Last Stop is the second game from Variable State, with their first being the celebrated Virginia. We loved Virginia, not only for its love of Twin Peaks, but for its boldness. It never insulted the intelligence of those who played it: the timeline jumped around a lot, and there were question marks over whether things reliably happened or not. It felt experimental, yet so much of it plain worked.
Following Virginia was always going to be a challenge. The second game would define who Variable State were as a studio, and what kind of games they were going to make. They were at a crossroads: what parts of Virginia were going to be their signature? Would it be the Lynchian weirdness? The Americana? The narrative complexity? The focus on story over gameplay?
Having played through Last Stop, Variable State’s answer to that is both surprising and a little disappointing. Let’s set up some caveats here: we were perhaps overly excited about Virginia’s other-ness, and that makes the next sentence a little subjective.
We were disappointed because Last Stop could have been made by any other studio. Where Virginia was bold, Last Stop feels safe. Where Virginia was a narrative labyrinth, Last Stop is as ordered, chronological and neatly cut up into chapters as possible. And it’s not just the structure: so much of Last Stop feels like you’ve played or seen it before.
Last Stop is three stories centring on three different characters. It initially feels like an anthology piece, but side-characters start crossing over, and you realise that you’re heading in a direction where the stories will meet. It would have felt fresher if David Cage and Quantic Dream hadn’t done very similar things with Heavy Rain and Detroit: Become Human, but we were still on board.
Last Stop allows you to choose which story you progress first, which feels exciting until you realise that you can’t progress one story beyond the others. Complete chapter one for one character, and you have to catch up on the others. It’s a compromise to maintain the integrity of the ending, where the plots criss-cross, but it felt like Last Stop could have been bolder: allowing free play on your choice of chapter until the ending. It wouldn’t have damaged the plot’s integrity, not particularly.
The three stories are a mixed bag, and unfortunately none of them truly nail it. The best, Paper Dolls, belongs to John Smith (whose name is annoyingly on-the-nose, as he’s a wallflower who’d prefer not to be noticed). But even the best of the stories feels achingly familiar: he and a neighbour bump into a kind of wizard, who swaps their bodies. John, middle-aged and with a child, swaps bodies with Jack, a young game developer and man-child. It’s Freaky Friday, Vice Versa, Big, 13 Going On 30, Jumanji, The Change Up and any number of other movies.
But while the setup might make you sigh, the execution is brilliant. All of the movies we’ve mentioned aim for laughs or fish-out-of-water scenarios, but John Smith’s story is more realistic and Ken Loach-like. How would the body-swapping work if one of the characters had health issues? And a child? And what if they both had career issues like mandatory overtime and toxic bosses? There are laughs and warmth to be found in this story, so it’s not all social commentary (the daughter, Molly is an absolute star), but it’s the social-realism that makes it sing.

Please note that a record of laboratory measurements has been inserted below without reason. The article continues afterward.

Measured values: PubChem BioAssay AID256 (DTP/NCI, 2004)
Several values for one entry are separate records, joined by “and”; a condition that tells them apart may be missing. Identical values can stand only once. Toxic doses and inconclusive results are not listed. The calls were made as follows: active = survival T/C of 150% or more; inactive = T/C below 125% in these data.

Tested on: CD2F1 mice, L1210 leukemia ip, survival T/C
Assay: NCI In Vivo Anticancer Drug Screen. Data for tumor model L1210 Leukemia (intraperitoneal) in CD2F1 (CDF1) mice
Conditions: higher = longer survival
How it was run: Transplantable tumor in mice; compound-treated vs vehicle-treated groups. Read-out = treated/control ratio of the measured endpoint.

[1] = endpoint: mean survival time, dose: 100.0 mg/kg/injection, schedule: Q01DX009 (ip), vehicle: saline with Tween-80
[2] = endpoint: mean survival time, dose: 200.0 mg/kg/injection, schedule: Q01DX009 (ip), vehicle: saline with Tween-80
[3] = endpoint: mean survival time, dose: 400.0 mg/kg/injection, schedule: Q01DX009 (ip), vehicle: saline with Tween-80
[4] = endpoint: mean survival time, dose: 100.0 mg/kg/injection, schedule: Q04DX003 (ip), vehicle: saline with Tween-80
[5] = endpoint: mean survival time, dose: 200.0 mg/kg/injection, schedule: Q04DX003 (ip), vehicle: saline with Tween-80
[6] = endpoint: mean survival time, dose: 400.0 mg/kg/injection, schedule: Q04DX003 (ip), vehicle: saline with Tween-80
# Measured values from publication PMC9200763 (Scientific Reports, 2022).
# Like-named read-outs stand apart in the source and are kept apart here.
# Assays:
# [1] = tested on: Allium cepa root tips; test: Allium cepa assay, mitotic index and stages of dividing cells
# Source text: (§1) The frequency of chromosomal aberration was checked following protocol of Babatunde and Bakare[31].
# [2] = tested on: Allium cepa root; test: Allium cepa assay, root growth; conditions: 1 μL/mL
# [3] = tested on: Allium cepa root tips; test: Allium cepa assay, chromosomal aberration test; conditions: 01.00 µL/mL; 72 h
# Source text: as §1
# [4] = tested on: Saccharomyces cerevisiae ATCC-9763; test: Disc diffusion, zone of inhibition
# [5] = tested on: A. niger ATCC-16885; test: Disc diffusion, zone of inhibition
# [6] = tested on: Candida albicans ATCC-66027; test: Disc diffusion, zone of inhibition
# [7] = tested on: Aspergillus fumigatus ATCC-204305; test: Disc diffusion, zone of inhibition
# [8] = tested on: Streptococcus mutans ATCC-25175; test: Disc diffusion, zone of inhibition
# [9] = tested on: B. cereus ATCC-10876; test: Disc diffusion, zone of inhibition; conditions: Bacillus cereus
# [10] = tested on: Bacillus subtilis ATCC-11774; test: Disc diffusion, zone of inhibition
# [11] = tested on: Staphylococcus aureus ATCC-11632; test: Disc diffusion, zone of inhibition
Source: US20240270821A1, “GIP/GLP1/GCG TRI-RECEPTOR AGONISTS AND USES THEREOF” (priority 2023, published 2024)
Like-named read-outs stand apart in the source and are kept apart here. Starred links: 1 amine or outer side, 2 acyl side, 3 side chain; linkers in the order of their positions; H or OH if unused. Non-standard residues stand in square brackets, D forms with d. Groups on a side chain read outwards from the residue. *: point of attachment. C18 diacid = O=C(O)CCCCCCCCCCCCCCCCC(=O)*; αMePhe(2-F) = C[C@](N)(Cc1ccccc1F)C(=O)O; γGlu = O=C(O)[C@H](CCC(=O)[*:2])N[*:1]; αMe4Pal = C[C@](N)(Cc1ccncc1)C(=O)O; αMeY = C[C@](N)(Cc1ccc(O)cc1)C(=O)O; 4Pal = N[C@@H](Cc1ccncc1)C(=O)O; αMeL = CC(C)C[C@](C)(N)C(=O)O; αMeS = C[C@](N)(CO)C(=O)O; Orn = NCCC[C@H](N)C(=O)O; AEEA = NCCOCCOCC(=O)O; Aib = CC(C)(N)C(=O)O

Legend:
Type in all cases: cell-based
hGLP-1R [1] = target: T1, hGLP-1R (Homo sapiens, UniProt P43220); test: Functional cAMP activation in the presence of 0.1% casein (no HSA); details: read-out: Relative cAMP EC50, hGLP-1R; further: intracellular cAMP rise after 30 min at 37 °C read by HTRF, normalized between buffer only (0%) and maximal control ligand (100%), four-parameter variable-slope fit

A large step down is the story of Meena Hughes, called Domestic Affairs. It commits the crime of being all build-up and very little payoff. While the other stories introduce their magical elements early, Domestic Affairs waits until the very end, and – if you’re like us – you will have lost attention before then. What you’re left with is a tale of a woman who’s married to her job, which is unfortunate as she’s also married to her teacher husband, and has a child who craves attention that you can’t offer. It’s a story that’s relatively new to gaming, but has been the subplot of many kitchen sink dramas. Here, it’s made into the main plot.
Domestic Affairs leans on one of Last Stop’s few innovations, which is to enforce character on you. You’re offered four dialogue options for each situation, but Meena is such a strong character that they are often much of a muchness. You can be mean, scathing, brutal or savage. It’s initially refreshing and works well – there’s no Shephard-like ability to be a Paragon here – but it means you’re exposed to Meena and railroaded by her throughout. When she’s as unlikeable as she is (some conversations with her husband are gruelling, as she’s so clearly in the wrong), you can almost feel the snap as you detach from her.
Finally, Stranger Danger is a more interesting, fantastical story that gets fumbled. You play Donna Adeleke, a student who, along with two friends, watches an attractive stranger bring people to his house, only for those people to fail to re-emerge. They decide to stalk him to an abandoned swimming pool, where he showcases some supernatural abilities and – through a series of pratfalls – becomes their hostage.